Kerala rain toll rises to 35; IMD sounds yellow alert for 11 districts
As the rains eased up in the worst-hit districts of Kerala, many people were shocked to discover no traces of their houses remained. Even as the death toll increased to 35 on Monday, there might still be stormy weather ahead in the southern state.
The India Meteorological Department issued yellow alerts in 11 districts effective Wednesday, a warning for possible severe weather.
In Kokkayar, a rescue team retrieved the body of three-year-old Sachu Sahul, while a search continues for two missing persons. In Kottayam, the death toll rose to 15 after 12 people were killed in two different landslides at Kavali and Plapalli, while three were swept away by flood waters. The St Mary’s church in Kavali saw heart-rending scenes as six people from the same family, including three children, were buried on Monday.
A video clip of a house being washed away in the floods went viral on social media, and its owner, KP Jebi, a private bus driver, said his 25 years’ of savings vanished within seconds. He and his family members had a miraculous escape minutes before the house was swept away by the flash flood.
“I am speechless. I have to start from the scratch,” Jebi said.
The floods and landslides left many residents of Mundakayam area in Idukki homeless.
Although the downpour subsided on Monday, it is still raining in the catchment areas of many dams, increasing water levels sharply. Authorities issued red alerts in 10 dams. The sluice gates of Kakki and Pamba dams in Pathanamthitta district were opened.
The pilgrimage to Sabarimala hill temple was halted due to a rise in water levels in Pamba and other rivers, said state revenue minister K Rajan after a review meeting in Pathanamthitta.
After opening the sluice gates of Kakki dam, water level in Pamba River will rise by at least 15cm, and it was not an ideal situation for the pilgrimage, the minister said.
Pilgrims, who arrived in Kottayam and Pathanamthitta from neighbouring states, were sent back by the authorities. As dam gates were opened, many areas of Kuttanad and Alapzuha saw heavy waterlogging.
Sluice gates of Asia’s biggest arch dam Idukki will be opened at 11 am on Tuesday, water resource minister Roshy Augustinesaid, after water level in the reservoir rose to 2,398 feet on Monday. It is designed to hold 2,403 feet of water. Idukki MP Dean Kuriakose has asked the state government to open a few sluice gates to ease pressure on the dam. Augustine is camping in the district to review the situation. Unlike the 2018 floods, when haphazard opening of dam gates aggravated the situation, the government is cautious this time.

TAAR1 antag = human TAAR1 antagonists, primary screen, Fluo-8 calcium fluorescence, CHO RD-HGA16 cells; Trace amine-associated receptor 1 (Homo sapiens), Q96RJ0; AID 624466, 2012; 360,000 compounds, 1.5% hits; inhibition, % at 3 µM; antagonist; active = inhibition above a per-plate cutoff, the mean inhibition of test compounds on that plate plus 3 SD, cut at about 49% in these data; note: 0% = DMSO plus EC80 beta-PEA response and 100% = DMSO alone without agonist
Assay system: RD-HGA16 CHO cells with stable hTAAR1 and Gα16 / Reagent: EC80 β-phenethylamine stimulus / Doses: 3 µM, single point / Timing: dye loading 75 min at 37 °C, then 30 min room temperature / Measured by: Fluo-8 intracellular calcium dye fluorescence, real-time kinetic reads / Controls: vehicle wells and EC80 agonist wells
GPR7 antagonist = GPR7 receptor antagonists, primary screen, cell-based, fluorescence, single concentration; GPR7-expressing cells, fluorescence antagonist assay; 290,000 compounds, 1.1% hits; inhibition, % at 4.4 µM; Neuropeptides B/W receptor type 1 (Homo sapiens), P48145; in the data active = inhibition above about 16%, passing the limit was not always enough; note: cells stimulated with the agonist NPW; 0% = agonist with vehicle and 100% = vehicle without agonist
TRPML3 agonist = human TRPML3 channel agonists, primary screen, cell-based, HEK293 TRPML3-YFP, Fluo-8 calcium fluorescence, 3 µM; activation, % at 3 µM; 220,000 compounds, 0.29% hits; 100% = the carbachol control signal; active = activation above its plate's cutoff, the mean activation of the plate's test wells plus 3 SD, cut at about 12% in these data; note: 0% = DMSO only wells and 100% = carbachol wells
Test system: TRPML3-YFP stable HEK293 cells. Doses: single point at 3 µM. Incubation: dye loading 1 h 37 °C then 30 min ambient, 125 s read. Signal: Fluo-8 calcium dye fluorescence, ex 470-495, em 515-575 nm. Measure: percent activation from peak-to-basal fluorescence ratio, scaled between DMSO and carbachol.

“In view of the rising water levels of Idukki dam, it has been decided to open two of its shutters by 50 centimeters to let out 100 cubic metre per second (100 cumecs) of water flow.
“The decision has been taken to control the water level of the dam at 2,395-2,396 feet in the wake of a warning from the Central Meteorological Department that there would be heavy rains in the coming days. The decision was also based on past experience and was meant to allay people’s concerns,” the minister said in a state government release.
Chief minister Pinarayi Vijayan on Monday chaired an emergency meeting in the state capital to review the situation. He constituted an expert committee to regulate the release of water from some of the dams filled to bursting.
The expert panel includes weather experts, hydrologists, structural engineers and climatologists. “We are closely monitoring the situation,” Vijayan said after the meeting.
Kerala might witness widespread rainfall, with isolated heavy downpour for three to four days starting from Wednesday due to a fresh spell of the easterly wave, the weather department predicted.
The government has opened more relief camps and advised people not to hurry back to their damaged homes. The state witnessed heavy rainfall on Friday and Saturday, which triggered flash floods and landslides at many places in Kottayam and Idukki districts. Many rain-ravaged areas turned sunny on Monday as affected people slowly pieced their lives together. At least 400 houses have been damaged in two districts, the state revenue department said.
The state received 412mm rain in the first 17 days of October, a whopping 84% of the usual 492mm of rain between October to December, according to the regional Met office in Thiruvananthapuram. Some areas like Peerumedu in the Idukki district received 297mm high intensity rainfall in the past two days, it said.
Meanwhile, a blame game started on Monday as the death toll rose to 35. Relief operations were delayed and warnings were not conveyed properly, opposition leader V D Satheesan of the Congress party said after visiting areas affected by landslides.
“In some of the affected areas, rescue teams reached a day after the mishap,” he said. “Despite strong warnings, how did it happen? We need an answer from the government.”
There was no delay on the part of the government, minister Rajan said, dismissing the complaints.